However, in the first century A.D. the Jewish writings later to be known as the Old Testament were not only to be found in Hebrew and Aramaic.
“In the largely Greek-speaking world of the Roman Empire of the first century A.D., the Septuagint became an important document in the beginning of Christianity. It was the Bible of Gentile Christians; and even though the majority of the New Testament was written by Jewish believers, most of its quotations from the Old Testament are drawn from the Septuagint translation rather than from the Hebrew.”
During the 3rd and 2nd centuries B.C. the Hebrew Scriptures were translated into Greek at Alexandria. The story goes that this was at the behest of Pharaoh Ptolemy II Philadelphus, who wanted a copy of the Jewish writings in Greek for the library at Alexandria. So he had seventy Jewish scribes brought over to Alexandria to make a translation, which consequently became known as the Septuagint (= Latin ‘seventy’).
In the largely Greek-speaking world of the Roman Empire of the first century A.D., the Septuagint became an important document in the beginning of Christianity. It was the Bible of Gentile Christians; and even though the majority of the New Testament was written by Jewish believers, most of its quotations from the Old Testament are drawn from the Septuagint translation rather than from the Hebrew.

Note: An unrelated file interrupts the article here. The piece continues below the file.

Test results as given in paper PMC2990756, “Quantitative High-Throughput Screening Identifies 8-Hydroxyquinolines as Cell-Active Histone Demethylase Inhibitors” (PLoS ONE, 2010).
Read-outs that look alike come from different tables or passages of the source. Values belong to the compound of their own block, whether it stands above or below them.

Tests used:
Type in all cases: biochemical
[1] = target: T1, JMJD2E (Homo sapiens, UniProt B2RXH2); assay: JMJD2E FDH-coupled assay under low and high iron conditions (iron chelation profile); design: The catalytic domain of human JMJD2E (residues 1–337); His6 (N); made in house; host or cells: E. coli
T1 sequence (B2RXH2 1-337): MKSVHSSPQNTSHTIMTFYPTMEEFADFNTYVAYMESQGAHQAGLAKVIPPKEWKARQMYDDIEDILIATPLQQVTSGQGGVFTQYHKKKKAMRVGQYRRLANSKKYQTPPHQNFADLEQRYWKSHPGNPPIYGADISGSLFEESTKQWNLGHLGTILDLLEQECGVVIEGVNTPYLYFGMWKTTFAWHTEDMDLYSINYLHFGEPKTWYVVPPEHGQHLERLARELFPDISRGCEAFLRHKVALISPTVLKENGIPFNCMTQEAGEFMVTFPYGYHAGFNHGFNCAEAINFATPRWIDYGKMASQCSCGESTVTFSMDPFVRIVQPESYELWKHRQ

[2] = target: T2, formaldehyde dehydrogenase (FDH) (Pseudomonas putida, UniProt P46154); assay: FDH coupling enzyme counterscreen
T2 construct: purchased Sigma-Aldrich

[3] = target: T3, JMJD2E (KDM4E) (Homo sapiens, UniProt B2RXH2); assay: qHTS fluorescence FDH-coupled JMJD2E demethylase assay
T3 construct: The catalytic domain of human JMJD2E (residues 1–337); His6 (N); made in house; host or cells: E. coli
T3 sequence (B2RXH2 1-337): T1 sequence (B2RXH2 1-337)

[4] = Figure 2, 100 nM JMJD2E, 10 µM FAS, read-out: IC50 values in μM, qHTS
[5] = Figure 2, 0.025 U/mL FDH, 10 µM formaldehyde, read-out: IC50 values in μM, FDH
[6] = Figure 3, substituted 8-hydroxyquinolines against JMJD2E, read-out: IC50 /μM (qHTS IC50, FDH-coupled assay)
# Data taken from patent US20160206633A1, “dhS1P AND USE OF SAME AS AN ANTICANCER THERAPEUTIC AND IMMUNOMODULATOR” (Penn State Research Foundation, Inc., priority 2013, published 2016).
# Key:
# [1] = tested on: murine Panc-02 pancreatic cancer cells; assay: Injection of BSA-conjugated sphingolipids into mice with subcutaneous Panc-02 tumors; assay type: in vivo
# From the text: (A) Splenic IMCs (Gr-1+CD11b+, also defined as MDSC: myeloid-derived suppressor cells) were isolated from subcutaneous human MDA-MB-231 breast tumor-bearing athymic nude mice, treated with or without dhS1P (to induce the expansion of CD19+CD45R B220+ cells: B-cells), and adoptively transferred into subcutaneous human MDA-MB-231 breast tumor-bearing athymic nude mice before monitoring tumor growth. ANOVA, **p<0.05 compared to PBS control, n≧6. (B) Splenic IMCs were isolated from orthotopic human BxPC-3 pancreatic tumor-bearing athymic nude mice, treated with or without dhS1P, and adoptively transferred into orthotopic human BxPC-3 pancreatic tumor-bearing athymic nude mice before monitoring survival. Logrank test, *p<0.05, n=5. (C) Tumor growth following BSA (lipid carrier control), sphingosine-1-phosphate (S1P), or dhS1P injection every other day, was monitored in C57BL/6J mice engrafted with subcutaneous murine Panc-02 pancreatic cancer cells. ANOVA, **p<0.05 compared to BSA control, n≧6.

For our purposes the important thing to note is that, somewhere in the process of translation into Greek, a number of additional Jewish writings appeared in the resulting collection. These included:
These additional books and parts of books, found in the Septuagint but not in the Hebrew Old Testament, are what we call the ‘Apocrypha.’
Because in the early centuries the majority of Christians would have spoken either Greek or Latin, not Hebrew, it was the Septuagint that came to be regarded as the Christian Old Testament, along with its additional material.